News and Events at Boatwright Library
Music for Everyone:
An Interview with Linda Fairtile, Music Librarian
What kinds of things can students find in Parsons Music Library?
The Music Library has books on musical subjects, as well as music scores, recordings, and videos. The collection includes all types of music, not just what people might consider "academic." We have nearly 12,000 CDs, and about 20% of them contain pop music. They get checked out all the time by students who have never taken a music course. We also have jazz, classical, world music, Broadway shows, and even an archive of student performances going back to the 1950s.
So the Music Library isn't just for music students?
Not anymore. When Parsons Music Library was built in 1996, all of the music collections on campus were moved into Webb Tower, the crossroads between Booker Hall and the rest of the Modlin Center. This gives everyone on campus easy access to our music collections and audio/video playback equipment. Students also love to come here because we offer a quiet study space with plenty of natural light.
How do you decide what to buy for the Music Library's collections?
I follow guidelines to make sure that our collections support the curriculum, but I also purchase materials that I think will have future value in documenting the music of our time. I keep an eye on new publications and CD releases, and I'm also happy to take suggestions from library users - there's a box on the reference desk for that purpose. I can't promise that I'll buy everything students ask for, but I do try to build a collection that they will want to use.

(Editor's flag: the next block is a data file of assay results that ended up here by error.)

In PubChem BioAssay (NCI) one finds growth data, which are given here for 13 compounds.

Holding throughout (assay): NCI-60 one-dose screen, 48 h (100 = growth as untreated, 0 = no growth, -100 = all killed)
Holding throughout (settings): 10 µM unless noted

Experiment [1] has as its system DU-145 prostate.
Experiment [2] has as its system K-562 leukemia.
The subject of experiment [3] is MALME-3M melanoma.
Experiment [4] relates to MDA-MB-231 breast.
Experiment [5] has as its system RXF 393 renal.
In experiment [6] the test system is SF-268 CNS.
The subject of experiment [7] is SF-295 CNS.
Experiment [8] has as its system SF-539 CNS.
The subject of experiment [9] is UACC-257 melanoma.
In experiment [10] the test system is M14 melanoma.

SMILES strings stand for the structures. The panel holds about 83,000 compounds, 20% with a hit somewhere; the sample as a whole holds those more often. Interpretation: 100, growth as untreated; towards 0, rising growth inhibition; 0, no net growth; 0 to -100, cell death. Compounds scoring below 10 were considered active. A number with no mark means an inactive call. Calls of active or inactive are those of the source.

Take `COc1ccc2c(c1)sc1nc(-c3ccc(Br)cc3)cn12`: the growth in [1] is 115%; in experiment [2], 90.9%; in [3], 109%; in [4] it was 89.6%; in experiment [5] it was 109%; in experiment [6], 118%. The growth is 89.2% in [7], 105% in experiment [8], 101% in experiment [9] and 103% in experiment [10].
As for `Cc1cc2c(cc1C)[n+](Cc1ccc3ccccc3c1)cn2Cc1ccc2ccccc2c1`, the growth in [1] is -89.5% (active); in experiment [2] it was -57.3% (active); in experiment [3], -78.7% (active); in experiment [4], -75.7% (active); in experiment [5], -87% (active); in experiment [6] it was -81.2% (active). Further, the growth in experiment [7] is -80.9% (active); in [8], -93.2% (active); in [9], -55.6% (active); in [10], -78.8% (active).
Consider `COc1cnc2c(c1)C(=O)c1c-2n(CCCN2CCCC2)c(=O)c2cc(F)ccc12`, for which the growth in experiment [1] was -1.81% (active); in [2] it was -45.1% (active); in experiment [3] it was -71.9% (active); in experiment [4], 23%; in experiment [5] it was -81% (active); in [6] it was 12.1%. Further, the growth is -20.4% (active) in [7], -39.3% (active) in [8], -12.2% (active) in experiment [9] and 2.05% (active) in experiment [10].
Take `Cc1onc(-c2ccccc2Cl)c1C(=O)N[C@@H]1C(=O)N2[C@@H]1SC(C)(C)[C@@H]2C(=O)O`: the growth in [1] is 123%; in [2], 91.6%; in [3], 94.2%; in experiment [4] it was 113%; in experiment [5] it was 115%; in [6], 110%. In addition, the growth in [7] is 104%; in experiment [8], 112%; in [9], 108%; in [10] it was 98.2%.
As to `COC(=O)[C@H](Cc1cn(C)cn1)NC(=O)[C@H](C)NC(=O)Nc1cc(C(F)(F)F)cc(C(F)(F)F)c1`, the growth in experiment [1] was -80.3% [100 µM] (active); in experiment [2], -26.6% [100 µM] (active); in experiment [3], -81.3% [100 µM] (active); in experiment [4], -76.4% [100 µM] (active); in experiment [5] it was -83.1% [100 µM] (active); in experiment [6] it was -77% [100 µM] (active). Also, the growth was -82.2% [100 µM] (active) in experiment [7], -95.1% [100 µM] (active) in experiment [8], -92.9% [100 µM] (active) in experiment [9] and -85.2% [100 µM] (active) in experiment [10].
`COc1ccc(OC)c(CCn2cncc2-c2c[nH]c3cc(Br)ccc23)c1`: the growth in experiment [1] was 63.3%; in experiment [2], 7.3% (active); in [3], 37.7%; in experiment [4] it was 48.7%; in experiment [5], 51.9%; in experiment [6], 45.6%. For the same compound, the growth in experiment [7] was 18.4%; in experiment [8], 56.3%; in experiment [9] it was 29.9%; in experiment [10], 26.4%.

Where can people find a list of all the CDs in the Music Library?
Everything in the Music Library has been entered into the online library catalog. There's a drop-down box that lets you limit your search to Music CDs.
Who was Mary Morton Parsons and why is the Music Library named after her?
Surprisingly, Mary Morton Parsons had no personal connection to the University of Richmond. She was a wealthy lady with a sad story. After her husband died, she fell under the influence of two men who kept her sedated and stole her fortune. Eventually a friend rescued her, and she recovered a portion of her assets, which she willed to the Mary Morton Parsons Foundation. The University was fortunate to receive funding from this organization when the Modlin Center was being built, and they named the Music Library after her.